According to the American Chiropractic Association, low back pain will affect over 80% of Americans at some point in their lives. Additionally, 55% of people with low back discomfort report spending most of their days sitting down.
The majority of low back pains aren’t brought on by an underlying illness or problem. Instead, it develops as a result of either overusing certain muscles or weakening other muscles due to underusing them. Poor form when performing exercises like squats and deadlifts, as well as persistently rounding your lower back while sitting and working, are all risk factors for lower back pain. Stress and challenges with weight maintenance are two additional reasons that can make your problems worse.
Building a combination of lower back mobility and strength—yes, you need both—is the key to preventing all of these problems.
The balance of strength and mobility
In order to relieve back pain and relieve strain on your spine, you must have strong lower back muscles. Additionally, you require well-developed surrounding core muscles, which are typically lost if you spend an excessive amount of time sitting down. Spinal extensors and glutes, two important muscle groups that support your lower back when you’re standing, can become weak if you sit for an extended period of time.
However, developing core strength isn’t the only way to prevent and treat back discomfort. Mobility is also necessary. The muscles in your lower back play an important role in several motions, including bending at the waist, hunching backwards (as if deadlifting), and turning your body. Lower back discomfort can be relieved in these directions by moving with caution and awareness.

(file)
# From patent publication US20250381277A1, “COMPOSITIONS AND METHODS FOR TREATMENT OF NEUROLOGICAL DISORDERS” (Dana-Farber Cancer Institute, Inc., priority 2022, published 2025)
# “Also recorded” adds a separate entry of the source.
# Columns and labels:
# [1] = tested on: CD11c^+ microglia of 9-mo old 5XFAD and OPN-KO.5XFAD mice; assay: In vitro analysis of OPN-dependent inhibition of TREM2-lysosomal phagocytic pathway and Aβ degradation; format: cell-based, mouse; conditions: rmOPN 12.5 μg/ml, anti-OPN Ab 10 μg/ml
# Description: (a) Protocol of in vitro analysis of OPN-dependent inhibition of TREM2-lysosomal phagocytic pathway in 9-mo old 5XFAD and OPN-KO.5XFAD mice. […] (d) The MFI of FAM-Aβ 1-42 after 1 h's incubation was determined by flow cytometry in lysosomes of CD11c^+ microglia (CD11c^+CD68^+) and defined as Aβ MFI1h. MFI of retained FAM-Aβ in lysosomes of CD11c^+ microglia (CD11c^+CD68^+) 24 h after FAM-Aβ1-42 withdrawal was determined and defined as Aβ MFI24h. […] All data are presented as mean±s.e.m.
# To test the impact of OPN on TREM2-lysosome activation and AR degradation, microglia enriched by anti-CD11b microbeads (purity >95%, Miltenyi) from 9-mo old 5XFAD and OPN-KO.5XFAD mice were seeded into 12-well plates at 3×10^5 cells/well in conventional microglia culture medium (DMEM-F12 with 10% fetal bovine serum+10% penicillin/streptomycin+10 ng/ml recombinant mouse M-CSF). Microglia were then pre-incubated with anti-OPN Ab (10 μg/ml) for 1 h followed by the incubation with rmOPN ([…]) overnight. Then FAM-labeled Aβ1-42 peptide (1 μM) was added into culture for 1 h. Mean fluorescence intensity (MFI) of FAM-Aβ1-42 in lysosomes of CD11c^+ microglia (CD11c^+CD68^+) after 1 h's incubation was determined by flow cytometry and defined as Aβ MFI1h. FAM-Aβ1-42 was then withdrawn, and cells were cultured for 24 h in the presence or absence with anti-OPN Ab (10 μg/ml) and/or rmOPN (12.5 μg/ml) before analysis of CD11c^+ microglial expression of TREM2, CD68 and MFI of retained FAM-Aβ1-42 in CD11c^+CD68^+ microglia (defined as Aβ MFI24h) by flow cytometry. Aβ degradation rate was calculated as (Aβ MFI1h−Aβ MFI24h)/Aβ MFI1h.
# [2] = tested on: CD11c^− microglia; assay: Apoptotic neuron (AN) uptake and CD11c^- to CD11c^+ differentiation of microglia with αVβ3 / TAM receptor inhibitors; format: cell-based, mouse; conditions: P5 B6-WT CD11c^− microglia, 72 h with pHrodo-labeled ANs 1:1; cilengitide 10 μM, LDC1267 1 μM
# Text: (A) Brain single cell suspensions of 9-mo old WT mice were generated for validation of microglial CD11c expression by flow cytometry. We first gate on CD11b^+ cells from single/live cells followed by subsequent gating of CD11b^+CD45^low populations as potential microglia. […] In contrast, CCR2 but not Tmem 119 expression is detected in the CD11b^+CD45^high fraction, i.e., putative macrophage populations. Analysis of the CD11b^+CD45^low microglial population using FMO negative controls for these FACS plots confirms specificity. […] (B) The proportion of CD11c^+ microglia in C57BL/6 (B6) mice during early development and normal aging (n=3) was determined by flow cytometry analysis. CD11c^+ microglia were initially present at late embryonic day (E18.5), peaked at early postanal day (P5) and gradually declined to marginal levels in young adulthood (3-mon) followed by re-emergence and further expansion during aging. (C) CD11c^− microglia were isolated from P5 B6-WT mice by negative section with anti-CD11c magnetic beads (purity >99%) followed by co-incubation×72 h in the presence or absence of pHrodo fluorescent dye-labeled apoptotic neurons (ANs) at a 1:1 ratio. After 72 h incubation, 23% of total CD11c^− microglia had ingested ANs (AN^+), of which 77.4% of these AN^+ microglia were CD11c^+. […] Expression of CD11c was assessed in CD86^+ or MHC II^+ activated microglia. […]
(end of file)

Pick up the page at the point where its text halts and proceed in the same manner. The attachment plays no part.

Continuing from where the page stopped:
The first step is mobility.
Any rehabilitation programme should begin with mobility, which is often defined as “the ability to move your joints actively through their full range of motion.” Mobility reduces pain and tension. When you do this, pay attention to your hips, lumbar spine, and thoracic spine (or the lower back area itself).
The stretches you need to do
Include these stretches in your routine of daily exercises. They can ease existing lower back pain, and if you practise them regularly, they might also help prevent lower back pain.
This one targets your entire spine, from your upper back to your lower back. With your hands out in front of you and your butt back, begin in a child’s pose. Then, while maintaining a round back, move your torso forward while straightening your legs, ultimately ending in an upward dog pose with your back arched and your hips close to the ground. Return gradually to the beginning. Reps for 30 seconds. Do 3 sets. One vertebra at a time, concentrate on moving in a “wave” motion.
Lumbar figure four windshield wiper
Attack your hips and lower back here. Place your right foot on your left knee as you begin by lying on your back in the situp position. Hold this position while rotating your knees toward the floor while keeping your shoulder blades flat on the floor. To feel the full benefits of the stretch, concentrate on bringing your knees closer to the floor. Do three sets of 30 seconds each for each side.
This stretch targets the hips and lower back as well. Try to keep your chest on the ground as you lay on your stomach with your legs extended. Try to touch your right side toes to the ground by raising your left leg into the air and reaching it to the right. As you lift your leg up and over to the other side, keep your upper body and chest on the ground. Don’t worry if you can’t tap your toe on the opposite side. Maintain consistency in the motion, and your range will gradually get better. Work in alternate reps for 45 seconds. Make 3 sets.